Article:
This latter point is huge. While the phrase “staying engaged with a crowd” sounds a bit frighteningly close to PR talk, in this case it just means you are keeping people excited about science! It means you are showing that your collections have scientific AND social worth. And it means that we are sharing our awesome, enviable vocations with folks that have the interest but maybe not the luck to work in museums themselves.
So, for those who didn’t already jump to the (correct) conclusion, our other two words at the end of last post – “Old Weather” – is an excellent example of productively fun human-computer interaction that links experts, volunteers, and data (and is brought to you by Zooniverse and Vizzuality). “Old Weather’s” mission statement is simple: users log on to, “Help scientists recover worldwide weather observations made by Royal Navy ships around the time of World War I. These transcriptions will contribute to climate model projections and improve a database of weather extremes. Historians will use your work to track past ship movements and the stories of the people on board.”
The team at Vizzuality, a company that really excels at producing web based applications that are deep, beautiful and functional, has made transcription of early 20th century ship’s logs… into a video game. The interface is brilliantly designed; it is very easy to get started; rewards systems are in place to keep people in engaged. Hundreds of thousands of people are now individually enjoying a game built around digitization. In less than a year, 555,905 pages of logs have been digitized. Ship’s log pages are a lot more detailed and heterogenous than specimen labels, so maybe getting tens or hundreds of millions labels captured is a possibility using smartly deployed crowdsourcing?
For many, crowdsourcing is a scary proposition; it requires a fundamental rewiring of how we deal with our data – one that forces us to be more open and inclusive, and to think beyond our physical labs, collection drawers and perhaps even institutional identities. And furthermore – we fully realize that it’s a solution not without drawbacks. Two that seem obvious to us include: 1) crowdsourcing requires organization and institutional support, and we are painfully aware than not every museum has these, and 2) Ownership issues and concerns of control over process and products. We are sure there are more, so please tell us what flaws you see.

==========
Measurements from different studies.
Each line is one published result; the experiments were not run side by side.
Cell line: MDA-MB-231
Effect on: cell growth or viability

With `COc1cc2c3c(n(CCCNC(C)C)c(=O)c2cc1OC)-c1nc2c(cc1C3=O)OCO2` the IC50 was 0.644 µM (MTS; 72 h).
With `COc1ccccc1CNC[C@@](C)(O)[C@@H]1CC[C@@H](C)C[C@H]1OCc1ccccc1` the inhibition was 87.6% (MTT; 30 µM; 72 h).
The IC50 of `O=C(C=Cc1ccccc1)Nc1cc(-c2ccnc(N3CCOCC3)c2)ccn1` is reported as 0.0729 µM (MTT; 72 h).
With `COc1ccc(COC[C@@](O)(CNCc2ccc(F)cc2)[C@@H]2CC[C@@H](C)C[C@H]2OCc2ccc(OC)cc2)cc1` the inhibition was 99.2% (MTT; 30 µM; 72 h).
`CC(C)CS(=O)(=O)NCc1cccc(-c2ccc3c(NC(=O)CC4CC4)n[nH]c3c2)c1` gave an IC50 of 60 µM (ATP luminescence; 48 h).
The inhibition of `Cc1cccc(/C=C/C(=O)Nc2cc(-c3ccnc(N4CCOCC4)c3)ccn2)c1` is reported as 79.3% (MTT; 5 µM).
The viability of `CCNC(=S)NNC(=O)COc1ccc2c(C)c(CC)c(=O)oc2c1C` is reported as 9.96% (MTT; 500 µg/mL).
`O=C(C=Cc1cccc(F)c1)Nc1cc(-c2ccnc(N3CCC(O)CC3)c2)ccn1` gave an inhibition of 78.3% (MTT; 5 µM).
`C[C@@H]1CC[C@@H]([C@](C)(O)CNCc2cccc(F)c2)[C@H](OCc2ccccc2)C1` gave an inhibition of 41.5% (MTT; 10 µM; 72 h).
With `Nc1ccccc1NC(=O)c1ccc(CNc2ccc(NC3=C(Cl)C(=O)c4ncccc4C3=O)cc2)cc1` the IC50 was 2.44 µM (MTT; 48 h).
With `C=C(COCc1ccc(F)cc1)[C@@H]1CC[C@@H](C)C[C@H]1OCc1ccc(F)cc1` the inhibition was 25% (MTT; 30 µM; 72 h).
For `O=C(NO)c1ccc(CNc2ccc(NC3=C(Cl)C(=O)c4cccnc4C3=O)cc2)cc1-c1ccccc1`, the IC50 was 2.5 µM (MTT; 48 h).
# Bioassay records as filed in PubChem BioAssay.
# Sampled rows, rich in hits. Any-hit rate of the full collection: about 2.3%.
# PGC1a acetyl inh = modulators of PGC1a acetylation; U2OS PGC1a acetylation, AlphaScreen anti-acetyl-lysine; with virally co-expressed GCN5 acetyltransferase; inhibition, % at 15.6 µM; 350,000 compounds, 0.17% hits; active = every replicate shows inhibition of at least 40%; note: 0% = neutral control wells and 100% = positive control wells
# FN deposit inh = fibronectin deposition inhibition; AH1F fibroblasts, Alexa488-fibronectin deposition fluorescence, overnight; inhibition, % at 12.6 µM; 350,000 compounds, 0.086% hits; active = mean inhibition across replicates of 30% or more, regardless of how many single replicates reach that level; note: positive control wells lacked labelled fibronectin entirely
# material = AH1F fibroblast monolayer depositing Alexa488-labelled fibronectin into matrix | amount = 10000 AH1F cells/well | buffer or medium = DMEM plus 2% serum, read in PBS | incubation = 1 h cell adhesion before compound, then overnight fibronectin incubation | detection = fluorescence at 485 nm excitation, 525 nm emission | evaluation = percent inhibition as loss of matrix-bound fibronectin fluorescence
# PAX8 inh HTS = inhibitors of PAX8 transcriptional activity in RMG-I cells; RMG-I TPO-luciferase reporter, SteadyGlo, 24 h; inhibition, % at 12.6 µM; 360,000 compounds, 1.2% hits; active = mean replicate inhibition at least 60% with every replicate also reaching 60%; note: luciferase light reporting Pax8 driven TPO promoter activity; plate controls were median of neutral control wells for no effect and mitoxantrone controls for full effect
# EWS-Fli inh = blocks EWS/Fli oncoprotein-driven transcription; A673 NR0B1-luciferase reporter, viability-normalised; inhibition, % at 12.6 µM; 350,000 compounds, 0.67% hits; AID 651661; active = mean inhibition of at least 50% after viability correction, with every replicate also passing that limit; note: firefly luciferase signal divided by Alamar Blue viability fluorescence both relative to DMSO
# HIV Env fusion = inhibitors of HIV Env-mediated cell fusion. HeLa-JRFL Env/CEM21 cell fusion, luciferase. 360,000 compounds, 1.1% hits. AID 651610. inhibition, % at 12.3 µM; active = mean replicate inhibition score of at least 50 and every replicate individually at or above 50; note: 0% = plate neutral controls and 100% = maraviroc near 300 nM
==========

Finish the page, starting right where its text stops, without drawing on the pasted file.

Even given drawbacks, this sort of broad outreach is truly necessary if we want to meet grand challenges like the 100% digitization of natural history collections – and if we want to continue proving our collections’ worth in an age of budget cuts, recession, and the folding of previously untouchable symbols of American research and ingenuity. Crowdsourcing collections digitization gives us an opportunity to fulfill the fundamental promise of digitization: that it will improve access, use, and integration of biocollections! Excited? We are too, especially given that Zooniverse is actively seeking new denizens – er, projects.
To summarize: Skip OCR. Bring images to the crowd and make it fun. Better yet, bring images to the untapped resources attached to University museums and collections: swaths of Farmville-addicted undergraduates in lower division biology classes. Integrate these projects with life science classes AND with Facebook – there is real potential here!
Ok, crowd, tell us what you think! We’ll buy, well, not a space shuttle, but maybe something natural history-esque for the
50 25th (!!) commenter (comments MUST be relevant to the topic at hand!) Prizes also awarded for the funniest-relevant and deepest-relevant.